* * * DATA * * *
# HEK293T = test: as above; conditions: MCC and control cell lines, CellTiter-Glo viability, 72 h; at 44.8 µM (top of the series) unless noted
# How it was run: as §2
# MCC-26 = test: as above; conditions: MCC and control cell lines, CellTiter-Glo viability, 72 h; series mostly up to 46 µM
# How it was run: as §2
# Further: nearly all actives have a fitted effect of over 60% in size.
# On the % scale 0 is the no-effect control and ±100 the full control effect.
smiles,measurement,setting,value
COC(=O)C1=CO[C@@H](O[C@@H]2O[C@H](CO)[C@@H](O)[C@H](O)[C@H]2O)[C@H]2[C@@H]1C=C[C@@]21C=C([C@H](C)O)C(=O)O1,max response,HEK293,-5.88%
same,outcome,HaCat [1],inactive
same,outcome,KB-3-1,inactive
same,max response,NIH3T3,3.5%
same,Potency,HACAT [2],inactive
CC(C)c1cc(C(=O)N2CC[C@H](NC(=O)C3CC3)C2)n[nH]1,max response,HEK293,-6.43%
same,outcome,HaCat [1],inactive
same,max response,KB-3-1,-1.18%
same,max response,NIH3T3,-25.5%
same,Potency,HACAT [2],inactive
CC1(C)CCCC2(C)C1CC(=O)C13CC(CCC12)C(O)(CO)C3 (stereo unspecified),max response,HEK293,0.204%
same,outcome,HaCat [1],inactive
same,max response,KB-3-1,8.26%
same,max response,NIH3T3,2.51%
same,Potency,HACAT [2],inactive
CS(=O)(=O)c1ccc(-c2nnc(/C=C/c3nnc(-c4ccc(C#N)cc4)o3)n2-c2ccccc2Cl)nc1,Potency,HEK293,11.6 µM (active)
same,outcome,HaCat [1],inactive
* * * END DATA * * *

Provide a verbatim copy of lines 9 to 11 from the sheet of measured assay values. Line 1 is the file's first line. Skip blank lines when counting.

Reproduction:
same,outcome,HaCat [1],inactive
same,outcome,KB-3-1,inactive
same,max response,NIH3T3,3.5%